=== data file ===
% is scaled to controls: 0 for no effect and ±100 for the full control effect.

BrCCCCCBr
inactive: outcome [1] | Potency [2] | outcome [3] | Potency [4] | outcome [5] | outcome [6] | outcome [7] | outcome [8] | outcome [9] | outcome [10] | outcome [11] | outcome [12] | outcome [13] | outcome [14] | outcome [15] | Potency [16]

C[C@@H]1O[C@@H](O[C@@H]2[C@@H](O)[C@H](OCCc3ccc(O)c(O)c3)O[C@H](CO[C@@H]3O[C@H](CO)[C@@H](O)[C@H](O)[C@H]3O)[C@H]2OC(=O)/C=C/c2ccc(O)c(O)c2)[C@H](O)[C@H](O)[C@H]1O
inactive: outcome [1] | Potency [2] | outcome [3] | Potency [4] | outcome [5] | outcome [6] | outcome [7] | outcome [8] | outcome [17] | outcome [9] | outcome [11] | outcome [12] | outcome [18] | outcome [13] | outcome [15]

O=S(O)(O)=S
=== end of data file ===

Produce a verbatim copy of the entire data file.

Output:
% is scaled to controls: 0 for no effect and ±100 for the full control effect.

BrCCCCCBr
inactive: outcome [1] | Potency [2] | outcome [3] | Potency [4] | outcome [5] | outcome [6] | outcome [7] | outcome [8] | outcome [9] | outcome [10] | outcome [11] | outcome [12] | outcome [13] | outcome [14] | outcome [15] | Potency [16]

C[C@@H]1O[C@@H](O[C@@H]2[C@@H](O)[C@H](OCCc3ccc(O)c(O)c3)O[C@H](CO[C@@H]3O[C@H](CO)[C@@H](O)[C@H](O)[C@H]3O)[C@H]2OC(=O)/C=C/c2ccc(O)c(O)c2)[C@H](O)[C@H](O)[C@H]1O
inactive: outcome [1] | Potency [2] | outcome [3] | Potency [4] | outcome [5] | outcome [6] | outcome [7] | outcome [8] | outcome [17] | outcome [9] | outcome [11] | outcome [12] | outcome [18] | outcome [13] | outcome [15]

O=S(O)(O)=S